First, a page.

Akamai CSO takes a creative approach to finding security pros

March 9, 2015

Ann Bednarz

What do a chocolatier, theater director and dog-sledding adventurer have in common? All found work with Andy Ellis, the chief security officer at Akamai. And all have passion – an indispensable quality for Akamai’s CSO.

Ellis has a different mindset than most when it comes to building a security team. At a time when the tech industry is bemoaning a lack of security talent, a willingness to think outside the security hiring box is an advantage for Ellis, who oversees the security architecture and compliance of Akamai’s global network.

For starters, he’s mindful about overvaluing certifications. Hiring managers are often singularly focused on people with the right certifications, and many candidates looking for security jobs are stuck on a “certification treadmill,” he says. These job seekers accumulate credentials, often by jumping from employer to employer to climb the ranks.

“Are these good candidates or not good candidates? In a sense, they all look the same,” Ellis says. “It's hard to say, ‘here's somebody who really knows what they're doing and is deeply passionate.’”

In addition, there’s a lot of competition in the talent acquisition world for people with keyword-friendly resumes that cater to job requirements checklists, which adds to the hiring challenge. “Everybody gets overvalued simply because everybody is looking there. So you'll talk to somebody, and they're already talking to five other companies,” Ellis says. (See related story, Shortage of security pros worsens)

Akamai’s solution is to venture outside the security community for many of its hires. “We look for people who are really bright, who are passionate about something,” Ellis says. It would be nice if that something was security, but it doesn't have to be.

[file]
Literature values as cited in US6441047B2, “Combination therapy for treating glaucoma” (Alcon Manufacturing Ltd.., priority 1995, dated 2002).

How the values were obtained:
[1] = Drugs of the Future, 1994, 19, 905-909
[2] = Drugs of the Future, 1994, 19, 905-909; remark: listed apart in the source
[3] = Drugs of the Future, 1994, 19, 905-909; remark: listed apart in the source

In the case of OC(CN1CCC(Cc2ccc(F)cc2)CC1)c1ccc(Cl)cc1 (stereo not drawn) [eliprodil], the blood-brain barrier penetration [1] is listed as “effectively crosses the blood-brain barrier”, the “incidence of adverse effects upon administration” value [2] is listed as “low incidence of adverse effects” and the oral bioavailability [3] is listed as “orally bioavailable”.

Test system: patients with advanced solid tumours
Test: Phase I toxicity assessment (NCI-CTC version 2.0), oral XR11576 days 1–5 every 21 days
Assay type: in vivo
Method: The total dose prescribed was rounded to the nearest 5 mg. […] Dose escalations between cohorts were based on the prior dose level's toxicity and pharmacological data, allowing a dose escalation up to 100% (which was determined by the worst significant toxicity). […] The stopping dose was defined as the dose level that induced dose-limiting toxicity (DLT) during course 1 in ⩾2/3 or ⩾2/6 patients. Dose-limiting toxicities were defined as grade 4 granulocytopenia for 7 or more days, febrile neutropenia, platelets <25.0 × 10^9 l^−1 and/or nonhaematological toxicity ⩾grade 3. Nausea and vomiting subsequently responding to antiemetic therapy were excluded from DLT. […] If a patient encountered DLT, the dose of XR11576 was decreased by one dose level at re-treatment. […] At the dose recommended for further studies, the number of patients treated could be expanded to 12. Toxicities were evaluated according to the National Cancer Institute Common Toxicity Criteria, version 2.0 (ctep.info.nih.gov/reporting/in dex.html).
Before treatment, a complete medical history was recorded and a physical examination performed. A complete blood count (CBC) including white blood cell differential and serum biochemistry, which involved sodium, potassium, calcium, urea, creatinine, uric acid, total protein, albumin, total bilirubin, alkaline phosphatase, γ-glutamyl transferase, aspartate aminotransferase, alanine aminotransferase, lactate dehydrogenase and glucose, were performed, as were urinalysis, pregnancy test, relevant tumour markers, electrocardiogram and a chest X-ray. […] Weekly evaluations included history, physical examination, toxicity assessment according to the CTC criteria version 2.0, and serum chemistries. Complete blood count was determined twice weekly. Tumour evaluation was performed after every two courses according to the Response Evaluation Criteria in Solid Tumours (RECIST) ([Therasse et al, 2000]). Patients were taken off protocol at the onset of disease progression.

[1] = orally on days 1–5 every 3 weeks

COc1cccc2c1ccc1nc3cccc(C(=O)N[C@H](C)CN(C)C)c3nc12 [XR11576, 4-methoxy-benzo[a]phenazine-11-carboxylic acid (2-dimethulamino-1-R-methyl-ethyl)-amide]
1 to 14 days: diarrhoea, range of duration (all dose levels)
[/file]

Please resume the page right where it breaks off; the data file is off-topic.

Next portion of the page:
The company recruits people who have done release management, or software engineering, for instance. Or people who come from a different technical background entirely, such as biochemists. Safety and hazard analysis is another attractive skill, as is experience with incident response and supply chain management.

Through its nontraditional approach, Akamai has assembled one group, for example, that focuses on formal methods, a discipline that uses mathematical techniques to model and verify complex systems. “You don't just make assertions, you have to prove them,” Ellis says of the mathematical discipline.

Applied to operational security, formal methods expertise brings a new mindset, Ellis says. “Security and safety are so tightly correlated, and the rigor that formal methods thinking brings is very helpful for identifying hazards,” he says. “In the operational security world, things will always be broken. But what the formal methods world teaches us is that you can at least reduce how much things get broken, and better understand where your problems are."

Along with passion, another sign of a good candidate is someone who has demonstrated that he will do self-learning, Ellis adds. “By self-learning, I explicitly don't mean that they got their boss to pay for a conference. Anybody can do that. I want to see that you went and did some learning on your own in some fashion,” he says. 

How to hire without a checklist

Ellis doesn't waste time searching for perfect candidates – the mythical “purple squirrels” with the ideal mix of skills, education and experience. Each hire is viewed as part of a team, and people’s expertise and contributions vary. “We're not hiring for just one job,” Ellis says. “If I find somebody who's not perfect, that's ok. There is no perfect.”

One advantage of such an approach is that fewer companies are going after these candidates for operational security roles – though that doesn't mean they’re not sought-after talent. “They're probably also talking to four or five other companies. But you can make them an honest and serious offer,” Ellis says.